Interest in Bulgaria from wind project developers is coming from far and wide -- and is growing. Bulgaria's economics and energy ministry revealed in February that US firm General Electric is considering plans for a 120-500 MW wind farm and has identified the municipality of Mirkovo as a potential site.
"We see Bulgaria as a very positive and growing market," says Michael Skov of Denmark's Global Wind Energy, which hopes to bring 50-78 MW of wind plant into operation in the country this year. The company is using turbines from Danish Vestas for the various projects, just as it did for a 10 MW wind farm that came into operation last year at Kavarna on the Black Sea coast.
Kavarna is Bulgaria's wind development hotspot. Last year Kaliakra Wind Power, a joint venture between Japan's Mitsubishi Heavy Industries (MHI) and local construction company Inos-1, also completed a 35 MW project using MHI 1 MW turbines at Kaliakra Cape, Kavarna (Windpower Monthly, October 2008). Further ambitious plans for Kavarna are underway, but it is Vestas, not MHI, which is set to dominate the supply market in the near future. Project developer AES Geo Energy, majority-owned by American utility AES, is now building the 156 MW St Nikolas wind farm using 52 Vestas turbines, having recently secured a EUR 198 million, 15-year non-recourse financing deal for the project, covering nearly 75% of the EUR 270 million project cost (Windpower Monthly, January 2009). Bulgarian-German company Geo Energy is the other partner in the company.
Vestas 2 MW turbines are also being used for a 50 MW wind farm at Balgareva, Kavarna, which is being developed by Austrian utility EVN and German wind developer Enertrag. The turbines are due to be up and running by the end of this year. That project is just the first phase of what will eventually be an 80 MW development.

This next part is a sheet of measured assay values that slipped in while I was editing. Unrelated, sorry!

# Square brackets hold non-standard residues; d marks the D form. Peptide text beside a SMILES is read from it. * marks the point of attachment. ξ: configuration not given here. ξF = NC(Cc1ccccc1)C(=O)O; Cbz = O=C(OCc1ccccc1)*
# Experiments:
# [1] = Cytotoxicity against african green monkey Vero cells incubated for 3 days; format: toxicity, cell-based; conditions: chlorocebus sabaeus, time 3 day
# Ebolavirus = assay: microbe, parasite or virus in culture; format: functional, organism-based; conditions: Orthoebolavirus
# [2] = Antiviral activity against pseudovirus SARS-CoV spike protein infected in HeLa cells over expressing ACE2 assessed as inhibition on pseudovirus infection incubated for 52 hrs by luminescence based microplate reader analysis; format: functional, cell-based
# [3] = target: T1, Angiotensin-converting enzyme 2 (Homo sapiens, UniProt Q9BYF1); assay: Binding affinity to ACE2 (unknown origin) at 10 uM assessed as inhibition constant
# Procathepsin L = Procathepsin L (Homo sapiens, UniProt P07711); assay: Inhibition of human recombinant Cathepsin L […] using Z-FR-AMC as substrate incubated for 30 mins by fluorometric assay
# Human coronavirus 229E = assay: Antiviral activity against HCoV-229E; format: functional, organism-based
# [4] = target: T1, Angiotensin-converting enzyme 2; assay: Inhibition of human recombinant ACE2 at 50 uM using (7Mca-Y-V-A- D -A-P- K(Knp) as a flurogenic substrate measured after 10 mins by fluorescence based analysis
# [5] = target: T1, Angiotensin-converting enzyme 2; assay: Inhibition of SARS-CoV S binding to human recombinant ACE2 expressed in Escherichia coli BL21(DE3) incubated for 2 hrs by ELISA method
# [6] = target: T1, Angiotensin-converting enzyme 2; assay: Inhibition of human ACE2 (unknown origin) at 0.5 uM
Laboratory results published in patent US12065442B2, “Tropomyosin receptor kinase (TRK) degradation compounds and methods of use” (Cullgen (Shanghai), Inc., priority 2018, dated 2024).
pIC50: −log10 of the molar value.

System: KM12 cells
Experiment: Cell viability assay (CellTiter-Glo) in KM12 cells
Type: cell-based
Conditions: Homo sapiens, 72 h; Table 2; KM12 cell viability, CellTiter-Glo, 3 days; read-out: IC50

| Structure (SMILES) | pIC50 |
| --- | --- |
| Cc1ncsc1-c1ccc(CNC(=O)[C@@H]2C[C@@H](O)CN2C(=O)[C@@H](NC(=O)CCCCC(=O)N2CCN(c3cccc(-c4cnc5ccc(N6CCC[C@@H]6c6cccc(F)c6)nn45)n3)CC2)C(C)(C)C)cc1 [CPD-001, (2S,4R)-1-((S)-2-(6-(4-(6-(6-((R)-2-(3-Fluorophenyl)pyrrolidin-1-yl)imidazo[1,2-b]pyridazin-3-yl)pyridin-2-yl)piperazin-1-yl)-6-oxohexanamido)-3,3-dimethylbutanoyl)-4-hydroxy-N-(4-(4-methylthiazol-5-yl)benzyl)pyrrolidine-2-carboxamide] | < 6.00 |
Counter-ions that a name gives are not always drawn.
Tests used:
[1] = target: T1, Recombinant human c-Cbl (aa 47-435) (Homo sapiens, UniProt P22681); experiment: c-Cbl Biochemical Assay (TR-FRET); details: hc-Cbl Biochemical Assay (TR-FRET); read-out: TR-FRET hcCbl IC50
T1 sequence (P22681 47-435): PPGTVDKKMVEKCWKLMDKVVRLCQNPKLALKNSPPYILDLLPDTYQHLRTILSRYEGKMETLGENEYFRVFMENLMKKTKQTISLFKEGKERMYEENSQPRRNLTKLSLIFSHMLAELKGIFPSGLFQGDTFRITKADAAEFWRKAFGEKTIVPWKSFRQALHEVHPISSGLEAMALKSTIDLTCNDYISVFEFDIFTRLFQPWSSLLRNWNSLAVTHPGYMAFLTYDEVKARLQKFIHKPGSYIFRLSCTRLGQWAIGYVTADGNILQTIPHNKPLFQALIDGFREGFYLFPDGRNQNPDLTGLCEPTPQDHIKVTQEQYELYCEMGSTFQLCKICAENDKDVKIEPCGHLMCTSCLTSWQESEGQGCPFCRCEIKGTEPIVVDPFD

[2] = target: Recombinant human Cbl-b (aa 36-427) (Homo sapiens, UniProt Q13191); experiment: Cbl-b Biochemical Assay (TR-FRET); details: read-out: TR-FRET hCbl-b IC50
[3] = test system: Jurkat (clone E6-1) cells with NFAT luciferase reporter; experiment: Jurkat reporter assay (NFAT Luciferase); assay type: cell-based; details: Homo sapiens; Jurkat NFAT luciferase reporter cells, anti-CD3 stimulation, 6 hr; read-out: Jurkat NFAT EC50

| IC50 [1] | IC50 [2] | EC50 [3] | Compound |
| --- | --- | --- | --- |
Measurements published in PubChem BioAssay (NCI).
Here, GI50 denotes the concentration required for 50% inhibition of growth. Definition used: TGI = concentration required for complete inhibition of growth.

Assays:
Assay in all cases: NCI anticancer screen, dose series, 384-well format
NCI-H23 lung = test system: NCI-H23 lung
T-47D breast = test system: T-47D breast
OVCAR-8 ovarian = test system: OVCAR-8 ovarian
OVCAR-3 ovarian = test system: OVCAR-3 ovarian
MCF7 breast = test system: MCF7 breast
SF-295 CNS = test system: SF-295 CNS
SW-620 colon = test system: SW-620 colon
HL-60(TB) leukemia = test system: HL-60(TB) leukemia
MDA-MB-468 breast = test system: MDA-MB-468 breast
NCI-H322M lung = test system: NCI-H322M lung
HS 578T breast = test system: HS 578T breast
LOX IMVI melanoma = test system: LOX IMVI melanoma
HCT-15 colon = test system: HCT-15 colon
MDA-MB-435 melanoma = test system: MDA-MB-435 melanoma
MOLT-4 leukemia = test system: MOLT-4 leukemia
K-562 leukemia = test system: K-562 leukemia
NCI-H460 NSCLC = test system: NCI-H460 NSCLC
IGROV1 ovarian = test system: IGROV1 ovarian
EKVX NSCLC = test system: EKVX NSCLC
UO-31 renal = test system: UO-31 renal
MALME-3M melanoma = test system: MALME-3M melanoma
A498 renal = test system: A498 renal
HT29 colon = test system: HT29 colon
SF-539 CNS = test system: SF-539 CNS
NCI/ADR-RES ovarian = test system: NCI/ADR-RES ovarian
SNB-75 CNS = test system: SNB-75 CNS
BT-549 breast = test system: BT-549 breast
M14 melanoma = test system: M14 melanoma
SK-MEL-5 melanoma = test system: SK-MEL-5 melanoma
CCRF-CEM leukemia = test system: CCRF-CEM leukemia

Other companies actively developing wind projects in Bulgaria include Italian utility Enel, Spain's Eolica Navarra, Austria's Raiffeisen Energy and Environment, Germany's Plambeck and local players, such as investment vehicle Disib. Neko, a Greek-registered company majority owned by NEK, is also reportedly entering the market with a 72 MW wind project in southern Bulgaria.
A stable market framework lies behind the surge in activity. Bulgaria's utilities are obliged by law to buy all wind produced electricity at a fixed rate for 15 years, raised in November from 12 years previously. At present, the rate is BGN 0.186/kWh (EUR 0.096) for electricity produced during the first 2250 hours of operation at the equivalent of full load each year (equivalent to a capacity factor of 25.7%). Once the production cap is reached, the purchase rate drops to BGN 0.168/kWh (EUR 0.086) for the rest of the year. The cap avoids the trap associated with fixed power purchase prices of paying overly generous sums for electricity from turbines in windy locations while not paying enough to make less windy locations profitable. Significantly, wind farms that begin operating in Bulgaria by 2015 are now eligible to benefit from the premium price. Until last year, only projects online by 2012 were eligible.
On the downside, market players agree that Bulgaria's power grid needs bolstering. "NEK has to fund investments in a nuclear power plant and they get very little money for investments in the grid," says Ken Lefkowitz of New Europe Corporate Advisory, a finance and advisory firm based in Sofia. "They are regulated on a cost-plus basis, with a two to three percent return on assets, so they do not have a real incentive to invest quickly in the grid."
Environmental and wildlife protection issues have also delayed or put a stop to some projects. An important bird migration route, Via Pontica, crosses the wind-rich Black Sea coast. While some Bulgarian wind farms have been located in protected areas, litigation is likely to be par for the course. One solution might be to favour projects a bit further away from the sea, says Lefkowitz. "Especially within ten kilometres of the Black Sea Coast, the bird issue is particularly sensitive, but if you go a bit inland, wind is still good and bird issues fall off quite a bit," he says.